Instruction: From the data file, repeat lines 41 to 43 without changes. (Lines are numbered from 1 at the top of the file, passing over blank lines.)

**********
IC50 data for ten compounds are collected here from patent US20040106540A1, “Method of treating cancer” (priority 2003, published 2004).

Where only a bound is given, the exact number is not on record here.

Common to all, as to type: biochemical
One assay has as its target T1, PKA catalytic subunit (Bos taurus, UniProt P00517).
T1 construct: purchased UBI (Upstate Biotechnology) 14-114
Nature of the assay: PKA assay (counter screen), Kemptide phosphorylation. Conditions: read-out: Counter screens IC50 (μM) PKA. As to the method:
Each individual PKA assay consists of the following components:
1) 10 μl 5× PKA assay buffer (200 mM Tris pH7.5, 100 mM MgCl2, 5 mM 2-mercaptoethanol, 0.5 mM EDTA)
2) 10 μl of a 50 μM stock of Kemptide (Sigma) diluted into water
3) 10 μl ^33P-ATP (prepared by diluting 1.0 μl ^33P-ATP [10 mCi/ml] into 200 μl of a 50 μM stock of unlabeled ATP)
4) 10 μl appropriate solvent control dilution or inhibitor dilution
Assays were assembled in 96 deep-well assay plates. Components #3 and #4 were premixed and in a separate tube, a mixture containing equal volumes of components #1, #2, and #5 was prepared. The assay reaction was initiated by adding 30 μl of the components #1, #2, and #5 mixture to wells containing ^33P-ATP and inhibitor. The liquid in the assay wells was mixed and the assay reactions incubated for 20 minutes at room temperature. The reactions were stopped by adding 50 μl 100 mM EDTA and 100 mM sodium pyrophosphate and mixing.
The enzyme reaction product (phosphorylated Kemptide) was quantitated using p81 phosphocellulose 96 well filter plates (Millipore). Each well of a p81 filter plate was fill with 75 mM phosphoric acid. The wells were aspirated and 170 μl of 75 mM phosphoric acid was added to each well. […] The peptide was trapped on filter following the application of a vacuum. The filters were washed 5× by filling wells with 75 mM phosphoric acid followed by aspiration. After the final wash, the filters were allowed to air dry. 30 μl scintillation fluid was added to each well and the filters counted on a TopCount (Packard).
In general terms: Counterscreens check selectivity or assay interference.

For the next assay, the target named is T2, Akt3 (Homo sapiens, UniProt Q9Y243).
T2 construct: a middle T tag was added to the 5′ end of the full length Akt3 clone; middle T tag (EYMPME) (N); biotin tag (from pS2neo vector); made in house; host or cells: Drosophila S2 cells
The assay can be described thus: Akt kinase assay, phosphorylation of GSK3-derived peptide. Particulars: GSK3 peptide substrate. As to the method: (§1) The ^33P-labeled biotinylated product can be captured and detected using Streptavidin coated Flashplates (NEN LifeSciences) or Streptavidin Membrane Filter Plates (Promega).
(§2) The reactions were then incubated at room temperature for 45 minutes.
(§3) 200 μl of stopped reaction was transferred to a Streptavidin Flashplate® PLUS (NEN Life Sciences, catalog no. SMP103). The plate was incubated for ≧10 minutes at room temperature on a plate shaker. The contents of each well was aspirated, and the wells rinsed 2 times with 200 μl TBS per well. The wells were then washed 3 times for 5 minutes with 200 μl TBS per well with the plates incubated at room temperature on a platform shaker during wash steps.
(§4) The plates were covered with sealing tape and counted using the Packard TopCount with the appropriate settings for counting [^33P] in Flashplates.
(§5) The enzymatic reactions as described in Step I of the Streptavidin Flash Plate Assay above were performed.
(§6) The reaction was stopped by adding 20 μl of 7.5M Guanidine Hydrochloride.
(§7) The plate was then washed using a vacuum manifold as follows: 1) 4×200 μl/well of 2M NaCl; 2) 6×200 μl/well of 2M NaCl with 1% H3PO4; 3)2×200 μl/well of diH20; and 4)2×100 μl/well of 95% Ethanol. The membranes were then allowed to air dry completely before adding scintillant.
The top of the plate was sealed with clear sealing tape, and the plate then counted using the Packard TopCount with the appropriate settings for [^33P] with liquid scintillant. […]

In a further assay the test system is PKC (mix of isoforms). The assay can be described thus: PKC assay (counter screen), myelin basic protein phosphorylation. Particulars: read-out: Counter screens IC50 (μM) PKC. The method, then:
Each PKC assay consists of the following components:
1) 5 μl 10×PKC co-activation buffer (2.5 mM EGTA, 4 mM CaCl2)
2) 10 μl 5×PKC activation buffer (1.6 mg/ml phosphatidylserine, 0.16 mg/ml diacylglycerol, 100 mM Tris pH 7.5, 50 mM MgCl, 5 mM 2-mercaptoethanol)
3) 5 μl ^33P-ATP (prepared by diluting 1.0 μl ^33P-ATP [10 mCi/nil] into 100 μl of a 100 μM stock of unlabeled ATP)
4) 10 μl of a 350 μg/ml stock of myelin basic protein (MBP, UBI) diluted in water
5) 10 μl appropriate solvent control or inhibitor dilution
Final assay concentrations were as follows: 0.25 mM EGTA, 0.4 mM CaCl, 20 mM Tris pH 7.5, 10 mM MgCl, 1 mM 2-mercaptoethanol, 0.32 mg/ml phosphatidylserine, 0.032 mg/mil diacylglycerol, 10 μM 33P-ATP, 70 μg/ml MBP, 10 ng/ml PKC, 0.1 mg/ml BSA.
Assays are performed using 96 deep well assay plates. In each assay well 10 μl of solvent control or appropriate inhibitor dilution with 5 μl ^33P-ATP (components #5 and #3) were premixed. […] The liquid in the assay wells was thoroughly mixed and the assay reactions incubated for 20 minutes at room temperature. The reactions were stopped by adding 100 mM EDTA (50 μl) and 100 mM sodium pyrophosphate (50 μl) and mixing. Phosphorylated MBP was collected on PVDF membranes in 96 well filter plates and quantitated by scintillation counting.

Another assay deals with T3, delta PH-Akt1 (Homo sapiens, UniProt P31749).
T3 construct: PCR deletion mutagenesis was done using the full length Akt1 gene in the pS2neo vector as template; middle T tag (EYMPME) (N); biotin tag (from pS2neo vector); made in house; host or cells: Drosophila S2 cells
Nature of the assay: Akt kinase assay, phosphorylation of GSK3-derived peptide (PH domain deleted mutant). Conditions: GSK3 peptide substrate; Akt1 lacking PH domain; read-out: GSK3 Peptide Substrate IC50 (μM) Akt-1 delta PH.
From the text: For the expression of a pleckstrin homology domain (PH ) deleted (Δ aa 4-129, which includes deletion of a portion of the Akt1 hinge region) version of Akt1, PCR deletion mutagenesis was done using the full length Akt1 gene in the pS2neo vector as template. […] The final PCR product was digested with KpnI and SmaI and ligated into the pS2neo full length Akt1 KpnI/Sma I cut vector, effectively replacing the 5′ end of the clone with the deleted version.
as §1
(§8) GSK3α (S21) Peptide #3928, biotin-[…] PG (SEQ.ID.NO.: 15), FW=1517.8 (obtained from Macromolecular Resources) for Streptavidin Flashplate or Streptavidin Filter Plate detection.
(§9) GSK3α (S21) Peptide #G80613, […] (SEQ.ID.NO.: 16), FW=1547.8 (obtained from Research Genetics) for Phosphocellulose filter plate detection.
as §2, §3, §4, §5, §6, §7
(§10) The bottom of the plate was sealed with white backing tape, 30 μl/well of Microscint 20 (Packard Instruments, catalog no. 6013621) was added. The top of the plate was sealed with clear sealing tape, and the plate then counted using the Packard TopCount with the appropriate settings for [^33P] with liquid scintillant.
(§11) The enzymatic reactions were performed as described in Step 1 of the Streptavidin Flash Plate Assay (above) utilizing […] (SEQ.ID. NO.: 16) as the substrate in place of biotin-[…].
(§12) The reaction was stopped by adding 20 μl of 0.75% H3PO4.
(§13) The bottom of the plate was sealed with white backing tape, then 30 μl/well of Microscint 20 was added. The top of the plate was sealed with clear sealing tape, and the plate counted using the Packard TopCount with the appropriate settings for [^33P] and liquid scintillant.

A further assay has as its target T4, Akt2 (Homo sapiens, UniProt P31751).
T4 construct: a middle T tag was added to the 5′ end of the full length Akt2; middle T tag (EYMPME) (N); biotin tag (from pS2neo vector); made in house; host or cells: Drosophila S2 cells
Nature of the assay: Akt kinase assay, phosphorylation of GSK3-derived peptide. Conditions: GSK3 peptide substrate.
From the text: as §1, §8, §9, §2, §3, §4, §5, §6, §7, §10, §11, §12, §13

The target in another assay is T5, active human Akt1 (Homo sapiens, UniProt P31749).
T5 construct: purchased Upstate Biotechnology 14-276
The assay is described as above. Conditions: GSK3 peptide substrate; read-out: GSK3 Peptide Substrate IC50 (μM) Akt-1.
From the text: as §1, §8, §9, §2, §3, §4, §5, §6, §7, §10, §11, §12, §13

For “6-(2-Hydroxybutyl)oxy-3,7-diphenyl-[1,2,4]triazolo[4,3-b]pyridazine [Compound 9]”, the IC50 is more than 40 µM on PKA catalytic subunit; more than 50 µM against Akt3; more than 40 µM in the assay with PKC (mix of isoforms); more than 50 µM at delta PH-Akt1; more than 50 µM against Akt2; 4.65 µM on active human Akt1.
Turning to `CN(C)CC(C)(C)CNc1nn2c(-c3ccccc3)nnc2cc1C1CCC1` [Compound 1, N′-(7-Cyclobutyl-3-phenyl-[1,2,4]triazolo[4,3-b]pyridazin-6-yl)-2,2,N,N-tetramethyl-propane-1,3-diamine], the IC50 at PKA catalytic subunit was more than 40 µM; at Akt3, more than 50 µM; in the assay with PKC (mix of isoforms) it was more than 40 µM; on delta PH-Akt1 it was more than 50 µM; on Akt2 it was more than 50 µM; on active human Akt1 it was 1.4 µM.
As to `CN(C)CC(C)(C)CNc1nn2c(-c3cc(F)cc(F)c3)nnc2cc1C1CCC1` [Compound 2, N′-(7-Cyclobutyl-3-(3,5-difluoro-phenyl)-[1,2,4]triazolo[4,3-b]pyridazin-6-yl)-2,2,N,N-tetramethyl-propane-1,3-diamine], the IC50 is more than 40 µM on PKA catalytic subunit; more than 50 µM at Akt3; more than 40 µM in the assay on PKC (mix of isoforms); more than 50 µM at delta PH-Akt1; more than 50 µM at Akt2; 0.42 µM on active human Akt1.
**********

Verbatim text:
as §2, §3, §4, §5, §6, §7
(§10) The bottom of the plate was sealed with white backing tape, 30 μl/well of Microscint 20 (Packard Instruments, catalog no. 6013621) was added. The top of the plate was sealed with clear sealing tape, and the plate then counted using the Packard TopCount with the appropriate settings for [^33P] with liquid scintillant.
(§11) The enzymatic reactions were performed as described in Step 1 of the Streptavidin Flash Plate Assay (above) utilizing […] (SEQ.ID. NO.: 16) as the substrate in place of biotin-[…].